Signal Qualities, Order of Decisions, and Informational Cascades: Experimental Evidence
This experimental study investigates the effect of signal strength on the formation of informational cascades by introducing heterogeneous signal qualities associated with the fixed order of decisions on the two different decision-making systems, anti-seniority and seniority. Major findings include that complete cascades occur more frequently in seniority than in anti-seniority, that seniority is more efficient than anti-seniority, but increases the risk of creating negative cascades, and that private signals can be extracted more effectively in anti-seniority than in seniority. For both treatments, rational complete cascades occur less frequently than those suggested by the Bayesian model. For the heuristic subjects employed, the anchoring effect of private signals is partially identified.
Volume (Year): 3 (2005)
Issue (Month): 34 ()
|Contact details of provider:|| |
References listed on IDEAS
Please report citation or reference errors to , or , if you are the registered author of the cited work, log in to your RePEc Author Service profile, click on "citations" and make appropriate adjustments.:
- Sushil Bikhchandani & David Hirshleifer & Ivo Welch, 2010.
"A theory of Fads, Fashion, Custom and cultural change as informational Cascades,"
Levine's Working Paper Archive
1193, David K. Levine.
- Bikhchandani, Sushil & Hirshleifer, David & Welch, Ivo, 1992. "A Theory of Fads, Fashion, Custom, and Cultural Change in Informational Cascades," Journal of Political Economy, University of Chicago Press, vol. 100(5), pages 992-1026, October.
- Anderson, Lisa R & Holt, Charles A, 1997. "Information Cascades in the Laboratory," American Economic Review, American Economic Association, vol. 87(5), pages 847-62, December.
- Bogaçhan Çelen & Shachar Kariv, 2004. "Distinguishing Informational Cascades from Herd Behavior in the Laboratory," American Economic Review, American Economic Association, vol. 94(3), pages 484-498, June.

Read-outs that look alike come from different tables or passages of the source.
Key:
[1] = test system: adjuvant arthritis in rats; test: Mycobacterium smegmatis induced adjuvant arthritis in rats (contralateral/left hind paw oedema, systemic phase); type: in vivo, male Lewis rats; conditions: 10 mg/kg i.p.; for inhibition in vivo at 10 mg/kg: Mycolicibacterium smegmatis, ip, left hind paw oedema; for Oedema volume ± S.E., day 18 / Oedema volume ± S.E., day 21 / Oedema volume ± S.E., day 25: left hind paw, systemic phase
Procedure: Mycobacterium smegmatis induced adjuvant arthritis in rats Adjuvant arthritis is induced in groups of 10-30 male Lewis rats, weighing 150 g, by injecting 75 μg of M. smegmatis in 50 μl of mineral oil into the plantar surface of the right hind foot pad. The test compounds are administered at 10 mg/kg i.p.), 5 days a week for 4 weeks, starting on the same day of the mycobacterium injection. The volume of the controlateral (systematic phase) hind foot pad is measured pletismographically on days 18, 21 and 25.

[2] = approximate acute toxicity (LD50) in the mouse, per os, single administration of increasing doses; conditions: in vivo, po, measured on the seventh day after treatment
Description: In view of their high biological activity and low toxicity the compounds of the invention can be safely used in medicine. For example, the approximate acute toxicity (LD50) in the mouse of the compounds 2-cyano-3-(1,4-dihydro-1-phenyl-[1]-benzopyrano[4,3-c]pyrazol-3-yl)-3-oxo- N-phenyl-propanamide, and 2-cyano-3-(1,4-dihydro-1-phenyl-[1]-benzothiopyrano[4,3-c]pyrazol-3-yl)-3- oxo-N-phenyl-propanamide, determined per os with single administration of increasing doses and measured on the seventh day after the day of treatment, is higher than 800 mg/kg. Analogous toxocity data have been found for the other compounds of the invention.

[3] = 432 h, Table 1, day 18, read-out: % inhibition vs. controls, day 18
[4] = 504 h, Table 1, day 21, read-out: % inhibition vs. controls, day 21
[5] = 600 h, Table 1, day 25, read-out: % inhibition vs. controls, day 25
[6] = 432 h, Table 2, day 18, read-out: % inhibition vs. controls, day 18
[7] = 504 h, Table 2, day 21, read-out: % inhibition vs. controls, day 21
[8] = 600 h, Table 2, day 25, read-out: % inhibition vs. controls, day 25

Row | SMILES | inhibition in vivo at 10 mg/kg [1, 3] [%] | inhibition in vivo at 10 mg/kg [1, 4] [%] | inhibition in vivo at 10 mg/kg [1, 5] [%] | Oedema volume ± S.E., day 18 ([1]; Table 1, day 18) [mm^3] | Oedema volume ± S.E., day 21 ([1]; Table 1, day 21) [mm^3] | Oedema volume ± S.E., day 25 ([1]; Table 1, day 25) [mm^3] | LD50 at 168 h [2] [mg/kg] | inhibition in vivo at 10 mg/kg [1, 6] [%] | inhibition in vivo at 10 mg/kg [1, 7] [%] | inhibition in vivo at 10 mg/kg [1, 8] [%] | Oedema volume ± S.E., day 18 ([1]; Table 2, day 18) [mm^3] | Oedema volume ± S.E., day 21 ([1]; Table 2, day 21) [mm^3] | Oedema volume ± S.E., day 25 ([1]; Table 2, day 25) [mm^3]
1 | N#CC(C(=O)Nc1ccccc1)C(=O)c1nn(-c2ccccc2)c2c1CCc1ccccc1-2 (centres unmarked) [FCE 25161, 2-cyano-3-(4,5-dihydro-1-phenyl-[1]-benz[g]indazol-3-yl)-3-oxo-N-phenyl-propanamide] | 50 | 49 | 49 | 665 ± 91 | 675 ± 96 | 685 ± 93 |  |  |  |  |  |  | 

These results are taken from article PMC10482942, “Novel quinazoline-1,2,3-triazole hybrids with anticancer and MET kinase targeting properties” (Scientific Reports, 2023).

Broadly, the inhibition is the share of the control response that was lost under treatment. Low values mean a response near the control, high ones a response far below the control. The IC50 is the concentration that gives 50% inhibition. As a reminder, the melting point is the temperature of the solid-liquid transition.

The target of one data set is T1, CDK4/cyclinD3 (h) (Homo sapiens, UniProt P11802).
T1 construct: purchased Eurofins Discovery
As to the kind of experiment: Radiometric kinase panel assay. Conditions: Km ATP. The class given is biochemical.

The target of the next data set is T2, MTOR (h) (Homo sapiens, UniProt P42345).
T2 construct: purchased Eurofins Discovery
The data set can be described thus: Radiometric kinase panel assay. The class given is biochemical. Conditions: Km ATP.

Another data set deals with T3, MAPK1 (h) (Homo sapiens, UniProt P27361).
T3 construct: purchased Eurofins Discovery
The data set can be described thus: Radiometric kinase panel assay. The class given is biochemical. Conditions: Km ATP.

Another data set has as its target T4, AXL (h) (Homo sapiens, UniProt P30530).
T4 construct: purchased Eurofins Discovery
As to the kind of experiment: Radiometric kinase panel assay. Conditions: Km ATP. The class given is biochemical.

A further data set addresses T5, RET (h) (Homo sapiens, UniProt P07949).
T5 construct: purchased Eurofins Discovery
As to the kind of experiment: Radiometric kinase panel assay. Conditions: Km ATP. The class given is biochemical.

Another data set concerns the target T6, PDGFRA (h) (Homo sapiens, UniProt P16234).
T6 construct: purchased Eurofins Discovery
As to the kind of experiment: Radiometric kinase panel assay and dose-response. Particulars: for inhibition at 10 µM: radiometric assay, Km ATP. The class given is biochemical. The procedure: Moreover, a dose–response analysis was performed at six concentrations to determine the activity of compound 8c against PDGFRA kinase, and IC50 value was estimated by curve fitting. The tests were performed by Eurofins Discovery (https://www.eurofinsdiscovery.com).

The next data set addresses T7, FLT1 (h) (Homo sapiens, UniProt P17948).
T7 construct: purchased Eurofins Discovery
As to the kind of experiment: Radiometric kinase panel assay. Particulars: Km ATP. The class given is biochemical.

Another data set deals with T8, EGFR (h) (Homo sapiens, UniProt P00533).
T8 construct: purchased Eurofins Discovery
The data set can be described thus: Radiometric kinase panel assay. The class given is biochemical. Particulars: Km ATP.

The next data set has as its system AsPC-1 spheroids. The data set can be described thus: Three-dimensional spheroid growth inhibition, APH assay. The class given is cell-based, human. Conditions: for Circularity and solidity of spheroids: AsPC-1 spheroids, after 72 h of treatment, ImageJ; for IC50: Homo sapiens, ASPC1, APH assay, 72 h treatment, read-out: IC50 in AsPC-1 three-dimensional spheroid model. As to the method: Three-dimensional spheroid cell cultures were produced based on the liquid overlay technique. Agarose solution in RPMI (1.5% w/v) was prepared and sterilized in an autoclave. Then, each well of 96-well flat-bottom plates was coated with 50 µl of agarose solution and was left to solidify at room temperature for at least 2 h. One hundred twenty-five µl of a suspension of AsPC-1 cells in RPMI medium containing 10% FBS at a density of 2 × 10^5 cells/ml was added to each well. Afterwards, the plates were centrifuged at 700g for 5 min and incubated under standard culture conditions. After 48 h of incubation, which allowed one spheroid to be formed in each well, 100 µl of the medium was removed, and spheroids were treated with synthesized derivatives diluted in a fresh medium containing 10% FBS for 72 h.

- Kraemer, Carlo & Nöth, Markus & Weber, Martin, 2000.
"Information aggregation with costly information and random ordering : experimental evidence,"
00-35, Sonderforschungsbreich 504.
- Kraemer, Carlo & Noth, Markus & Weber, Martin, 2006. "Information aggregation with costly information and random ordering: Experimental evidence," Journal of Economic Behavior & Organization, Elsevier, vol. 59(3), pages 423-432, March.
- Kraemer, Carlo & Nöth, Markus & Weber, Martin, 2000. "Information Aggregation with Costly Information and Random Ordering: Experimental Evidence," Sonderforschungsbereich 504 Publications 00-35, Sonderforschungsbereich 504, Universität Mannheim;Sonderforschungsbereich 504, University of Mannheim.
- Ottaviani, Marco & Sorensen, Peter, 2001. "Information aggregation in debate: who should speak first?," Journal of Public Economics, Elsevier, vol. 81(3), pages 393-421, September.
- Steffen Huck & Joerg Oechssler, 1999.
"Informational cascades in the laboratory: Do they occur for the right reasons?,"
- Huck, Steffen & Oechssler, Jorg, 2000. "Informational cascades in the laboratory: Do they occur for the right reasons?," Journal of Economic Psychology, Elsevier, vol. 21(6), pages 661-671, December.
When requesting a correction, please mention this item's handle: RePEc:ebl:ecbull:eb-05c90006. See general information about how to correct material in RePEc.
For technical questions regarding this item, or to correct its authors, title, abstract, bibliographic or download information, contact: (John P. Conley)
If you have authored this item and are not yet registered with RePEc, we encourage you to do it here. This allows to link your profile to this item. It also allows you to accept potential citations to this item that we are uncertain about.
If references are entirely missing, you can add them using this form.
If the full references list an item that is present in RePEc, but the system did not link to it, you can help with this form.
If you know of missing items citing this one, you can help us creating those links by adding the relevant references in the same way as above, for each refering item. If you are a registered author of this item, you may also want to check the "citations" tab in your profile, as there may be some citations waiting for confirmation.
Please note that corrections may take a couple of weeks to filter through the various RePEc services.